Well-Kept Secret: The Thriving Wine Industry of Morocco
For starters, Morocco is predominantly Muslim, and consumption of alcohol is forbidden in Islam, (though oddly enough, the word “alcohol” derives from the Arabic word “al-kohl”). Its production is allowed, and historically overseen by Christians and Jews.
When Morocco became a protectorate of France in 1912, the French found its fertile soil, especially in the Meknes region of the Middle Atlas Mountains, an ideal spot in which to build a formidable wine industry. By the time of Morocco’s independence in 1956, 55,000 hectares (135,905 acres) were under cultivation.
With the departure of the French, Moroccan vineyards grew fallow. In 1967, the European Economic Community (now the European Union) froze most Moroccan wines out of its market. The few remaining vineyards fell under strict government control.
Then, at the urging of King Hassan II and his successor Mohammed VI in the 1990s, French wine companies returned to lease vineyards and replant European varietals. By the beginning of this century, cultivation had recovered to 50,000 hectares.
Thanks to the influx of tourism, the sale of alcohol and wine is widespread in Morocco’s major cities, though in many areas it is still forbidden, especially during Muslim holy days.
So, on a recent trip to Morocco, I found little problem ordering beer, wine, or even martinis at hotels and restaurants I frequented, including those run by Muslims.
Frankly, I didn’t expect any of it to be all that good. Still, my first few bottles of merely pleasant white wines were much enhanced when paired with the gloriously fresh seafood on offer at open-air French brasseries along Atlantic coastal cities like Casablanca, Safi, and Essaouira.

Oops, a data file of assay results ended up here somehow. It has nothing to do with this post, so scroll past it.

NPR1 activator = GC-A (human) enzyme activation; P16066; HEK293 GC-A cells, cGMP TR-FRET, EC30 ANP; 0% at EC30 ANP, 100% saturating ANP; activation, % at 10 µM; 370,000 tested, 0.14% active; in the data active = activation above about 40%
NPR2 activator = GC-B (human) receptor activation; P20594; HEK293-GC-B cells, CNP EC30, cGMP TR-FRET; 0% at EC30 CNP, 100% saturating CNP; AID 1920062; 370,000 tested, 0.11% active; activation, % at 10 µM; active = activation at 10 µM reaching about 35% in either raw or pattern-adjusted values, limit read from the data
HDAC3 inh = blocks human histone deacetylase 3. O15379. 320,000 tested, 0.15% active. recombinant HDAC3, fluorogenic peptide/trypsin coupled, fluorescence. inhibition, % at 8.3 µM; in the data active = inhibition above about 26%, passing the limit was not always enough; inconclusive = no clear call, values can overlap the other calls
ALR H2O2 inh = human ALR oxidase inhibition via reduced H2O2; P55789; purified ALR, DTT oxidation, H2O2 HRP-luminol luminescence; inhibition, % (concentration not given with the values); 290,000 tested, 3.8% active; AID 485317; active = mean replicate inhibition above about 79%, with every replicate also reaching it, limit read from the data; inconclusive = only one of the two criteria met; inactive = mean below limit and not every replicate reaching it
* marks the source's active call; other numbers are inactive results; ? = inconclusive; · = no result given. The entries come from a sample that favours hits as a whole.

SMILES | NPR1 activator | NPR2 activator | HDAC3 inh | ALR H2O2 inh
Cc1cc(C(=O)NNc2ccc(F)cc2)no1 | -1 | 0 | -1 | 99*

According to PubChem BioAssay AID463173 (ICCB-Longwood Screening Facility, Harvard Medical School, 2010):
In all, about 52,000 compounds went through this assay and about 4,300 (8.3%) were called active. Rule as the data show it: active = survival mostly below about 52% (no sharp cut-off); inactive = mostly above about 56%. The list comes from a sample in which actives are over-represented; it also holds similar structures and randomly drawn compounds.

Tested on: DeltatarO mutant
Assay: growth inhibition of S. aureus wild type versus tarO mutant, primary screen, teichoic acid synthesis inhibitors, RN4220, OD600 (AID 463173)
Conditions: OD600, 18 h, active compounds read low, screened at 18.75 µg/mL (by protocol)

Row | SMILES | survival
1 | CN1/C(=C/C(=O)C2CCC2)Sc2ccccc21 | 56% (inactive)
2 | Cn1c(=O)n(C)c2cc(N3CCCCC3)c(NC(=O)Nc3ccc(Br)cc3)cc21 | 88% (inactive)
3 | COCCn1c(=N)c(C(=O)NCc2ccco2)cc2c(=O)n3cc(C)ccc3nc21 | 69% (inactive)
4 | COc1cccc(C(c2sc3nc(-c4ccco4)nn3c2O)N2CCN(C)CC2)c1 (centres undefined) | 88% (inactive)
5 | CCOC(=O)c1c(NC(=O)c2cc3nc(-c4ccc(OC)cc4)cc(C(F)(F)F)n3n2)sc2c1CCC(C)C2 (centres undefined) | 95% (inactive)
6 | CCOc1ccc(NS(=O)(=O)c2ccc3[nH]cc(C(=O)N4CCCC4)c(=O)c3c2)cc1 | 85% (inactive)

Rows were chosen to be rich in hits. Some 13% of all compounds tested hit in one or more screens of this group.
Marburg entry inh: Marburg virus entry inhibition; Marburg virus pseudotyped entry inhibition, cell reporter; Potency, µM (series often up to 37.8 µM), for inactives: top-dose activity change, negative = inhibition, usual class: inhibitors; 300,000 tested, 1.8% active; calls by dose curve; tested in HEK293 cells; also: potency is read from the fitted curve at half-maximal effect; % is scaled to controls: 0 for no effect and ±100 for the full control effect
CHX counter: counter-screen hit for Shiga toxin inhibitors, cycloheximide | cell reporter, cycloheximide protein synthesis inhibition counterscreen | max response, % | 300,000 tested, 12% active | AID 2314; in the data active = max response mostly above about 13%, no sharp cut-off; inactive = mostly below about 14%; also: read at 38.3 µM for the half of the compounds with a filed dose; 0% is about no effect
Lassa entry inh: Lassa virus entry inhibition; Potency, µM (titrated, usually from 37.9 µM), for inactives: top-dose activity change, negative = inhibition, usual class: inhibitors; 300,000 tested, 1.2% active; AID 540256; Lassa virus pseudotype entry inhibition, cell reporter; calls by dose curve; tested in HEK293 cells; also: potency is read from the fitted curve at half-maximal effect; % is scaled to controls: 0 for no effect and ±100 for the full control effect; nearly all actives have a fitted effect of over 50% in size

But it wasn’t until I got inland to Marrakesh, where well- spiced meat-based dishes like couscous and the slow-cooked tagine stews demand to be consumed with a hearty red wine that I began to be impressed. Especially after a memorable tasting with Manuel Schott, the Alsatian-born sommelier at the magnificent La Mamounia Hotel, which stocks more than two dozen Moroccan wines among the 400 labels in its cellars.
“One of the problems in Morocco is that, after April, it is so hot,” said Schott, “so that just shipping the wines can compromise them. I ask for the wines to be delivered either in early morning or after 7 p.m.”
It’s not just soaring temperatures that pose a challenge. “In August and September the desert winds are so harsh that they can destroy 30 to 40 percent of the harvest,” he said.
Most of the new wineries are French-owned, including El Mogador, Morocco’s first organic producer in Provence Essaouira. Its delicious El Mogador Gris, is made by a vigneron from the Rhone Valley named Charles Melia.
Called “Gris” (gray, in French) because of its color that falls between white and rose, it was very fresh and well made, at 12.5 percent alcohol, with a lingering flavor and aroma of raspberries.
Even more enticing was a blend of 80 percent chardonnay and 20 percent viognier, at 13 percent alcohol, called Odyssee La Ferme Rouge. This was a very lush wine whose rich chardonnay flavor took on the spicy scent of the viognier in impressive balance.
S de Siroua by Domaine des Ouled Thaleb in the Rommani district is 100 percent chardonnay, with a bold 14 percent alcohol and a full body from aging in new barriques that give it a vanilla caramel undertone.
Volubilia 2008 was 100 percent cabernet sauvignon, a varietal that can take some heat, and it showed well at a moderate 13.5 percent alcohol, with good tannins and acid. Its relative lightness derived from its spending no time in oak barrels.
Schott says that at least 60 percent of La Mamounia’s guests order Moroccan wines, compared with a decade ago when few did so. Wise investment in production and a more progressive attitude toward alcohol have quickly improved the wines, which, if difficult to find abroad, are well worth drinking when in Marrakesh.